Another emerging model brings together pipeline builders, gas producers, gas purchasers and sellers as equity owners in pipeline projects. An example of this is the Central Penn Line that Transco is developing, a 177-mile spur to transport gas from the Zick area of the Marcellus producing region in Pennsylvania. WGL Midstream has agreed to invest $410 million for a majority ownership in the entity that will own the Central Penn line. Cabot Oil and Gas Corp., a large gas producer, has agreed to buy 500,000 dekatherms of natural gas per day for 15 years. Cabot aims to sell the gas to WGL. Part of the $410 million investment will be made to buy the gas, at a price set according to a regional gas price index.

2. Aligning Electricity and Gas Markets
New projects could facilitate closer partnerships between gas and electricity markets, thus enabling pipeline expansion. The New England States Committee on Electricy (NESCOE), which represents Connecticut, Maine, Massachusetts, New Hampshire, Rhode Island and Vermont, will use cheap and plentiful natural gas from the nearby Marcellus shale formation to reduce electricity prices and thus fund pipeline investments. The plan, which the local utilities support, would increase the supply of inexpensive natural gas from subsidized pipelines.

The plan calls for ISO New England to develop tariff provisions that would enable utilities to recover the cost of investing in regional pipeline expansion. This would involve passing costs onto electricity ratepayers through ISO New England tariffs.

3. Breaking the LNG Bottleneck
Tapping into world demand for LNG is critical to spurring U.S. investment in pipeline infrastructure. The recent outbreak of tensions involving Russia, Ukraine and Crimea adds urgency to the need to increase LNG exports to countries that must diversify their gas supplies. Both Ukraine and Crimea are heavily dependent on Russia for natural gas. Several new bills also surfaced in Congress that would promote LNG exports to U.S. allies.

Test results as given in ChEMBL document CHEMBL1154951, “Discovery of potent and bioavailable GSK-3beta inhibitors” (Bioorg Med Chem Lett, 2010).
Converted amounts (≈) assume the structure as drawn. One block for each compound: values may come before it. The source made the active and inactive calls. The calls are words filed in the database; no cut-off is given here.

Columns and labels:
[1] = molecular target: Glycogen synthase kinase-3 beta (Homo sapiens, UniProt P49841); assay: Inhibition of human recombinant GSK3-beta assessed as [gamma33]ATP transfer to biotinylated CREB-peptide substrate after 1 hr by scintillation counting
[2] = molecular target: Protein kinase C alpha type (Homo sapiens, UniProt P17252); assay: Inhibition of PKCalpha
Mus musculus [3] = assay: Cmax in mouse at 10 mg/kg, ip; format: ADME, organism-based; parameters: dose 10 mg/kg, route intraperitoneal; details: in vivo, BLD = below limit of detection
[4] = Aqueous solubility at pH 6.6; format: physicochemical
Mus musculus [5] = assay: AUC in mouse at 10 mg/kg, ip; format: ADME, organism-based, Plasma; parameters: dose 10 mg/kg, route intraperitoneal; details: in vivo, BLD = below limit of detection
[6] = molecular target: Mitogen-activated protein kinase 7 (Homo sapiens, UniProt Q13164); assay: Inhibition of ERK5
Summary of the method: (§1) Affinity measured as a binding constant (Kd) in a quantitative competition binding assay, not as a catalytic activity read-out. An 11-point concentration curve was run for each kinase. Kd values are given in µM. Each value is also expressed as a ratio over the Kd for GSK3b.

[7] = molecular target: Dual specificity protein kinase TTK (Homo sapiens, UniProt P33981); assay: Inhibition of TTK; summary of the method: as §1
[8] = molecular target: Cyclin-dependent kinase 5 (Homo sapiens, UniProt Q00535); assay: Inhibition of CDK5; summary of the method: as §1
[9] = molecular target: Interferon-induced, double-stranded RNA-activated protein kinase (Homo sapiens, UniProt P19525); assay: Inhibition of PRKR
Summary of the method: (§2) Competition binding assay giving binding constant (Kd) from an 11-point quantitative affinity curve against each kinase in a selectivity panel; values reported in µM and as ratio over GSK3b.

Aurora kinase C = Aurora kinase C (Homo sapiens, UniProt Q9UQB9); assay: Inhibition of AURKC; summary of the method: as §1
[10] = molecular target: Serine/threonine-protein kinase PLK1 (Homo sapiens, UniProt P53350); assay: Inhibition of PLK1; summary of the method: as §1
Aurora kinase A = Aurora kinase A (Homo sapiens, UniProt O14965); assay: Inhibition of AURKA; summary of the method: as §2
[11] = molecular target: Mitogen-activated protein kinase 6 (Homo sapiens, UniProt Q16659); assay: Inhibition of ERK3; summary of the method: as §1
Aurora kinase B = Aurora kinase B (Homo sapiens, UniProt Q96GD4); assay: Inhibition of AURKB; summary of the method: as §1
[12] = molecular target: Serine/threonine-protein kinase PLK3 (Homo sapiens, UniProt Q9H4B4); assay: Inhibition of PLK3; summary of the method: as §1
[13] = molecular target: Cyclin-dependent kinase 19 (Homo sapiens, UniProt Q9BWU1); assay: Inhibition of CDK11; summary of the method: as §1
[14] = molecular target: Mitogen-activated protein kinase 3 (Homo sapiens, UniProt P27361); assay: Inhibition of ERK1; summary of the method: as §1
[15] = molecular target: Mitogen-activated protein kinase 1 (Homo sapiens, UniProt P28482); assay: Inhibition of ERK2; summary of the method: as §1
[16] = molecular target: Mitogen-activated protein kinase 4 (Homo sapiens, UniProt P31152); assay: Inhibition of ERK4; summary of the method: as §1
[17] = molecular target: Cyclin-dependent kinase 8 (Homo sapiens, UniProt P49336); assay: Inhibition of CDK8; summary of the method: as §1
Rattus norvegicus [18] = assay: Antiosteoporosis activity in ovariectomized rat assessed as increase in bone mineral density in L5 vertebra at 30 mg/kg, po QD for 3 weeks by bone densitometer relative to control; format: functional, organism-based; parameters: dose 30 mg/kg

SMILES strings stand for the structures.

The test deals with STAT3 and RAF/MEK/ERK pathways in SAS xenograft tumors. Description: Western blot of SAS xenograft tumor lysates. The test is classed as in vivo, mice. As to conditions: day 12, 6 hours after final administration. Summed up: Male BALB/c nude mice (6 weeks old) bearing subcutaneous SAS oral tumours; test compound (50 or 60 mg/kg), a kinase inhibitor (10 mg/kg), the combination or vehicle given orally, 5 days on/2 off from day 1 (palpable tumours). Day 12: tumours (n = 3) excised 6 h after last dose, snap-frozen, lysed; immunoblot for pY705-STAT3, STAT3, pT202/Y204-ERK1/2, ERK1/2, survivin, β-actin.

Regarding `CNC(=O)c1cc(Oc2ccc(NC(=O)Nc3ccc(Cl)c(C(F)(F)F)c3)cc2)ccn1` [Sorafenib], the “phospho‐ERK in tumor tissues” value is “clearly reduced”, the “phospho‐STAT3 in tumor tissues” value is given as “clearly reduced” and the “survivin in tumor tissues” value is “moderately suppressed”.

In parallel, several treaty negotiations that are currently underway could change the authorization process. For
example, the Trans-Pacific Partnership Agreement (TPP) would trigger automatic approval by the DOE for LNG exports to Japan.

4.Boosting Industry-Regulatory Ties
The United States also needs a national energy strategy to kickstart an ambitious program to expand the country’s pipeline infrastructure. To that end, President Obama ordered publication of a Quadrennial Energy Review in January. The first report, due in January 2015, will focus on the country’s infrastructure needs, assess legislation and recommend steps to promote infrastructure investment.

The shale gas revolution has really just begun. But to capture its full potential, the United States must consider fresh solutions. By doing so, it can prepare the ground for the next wave of growth — in the industry and across the country.

Dan Hagan is a partner and Jane Rueger is a counsel in the Washington, D.C., office of the global law firm White & Case.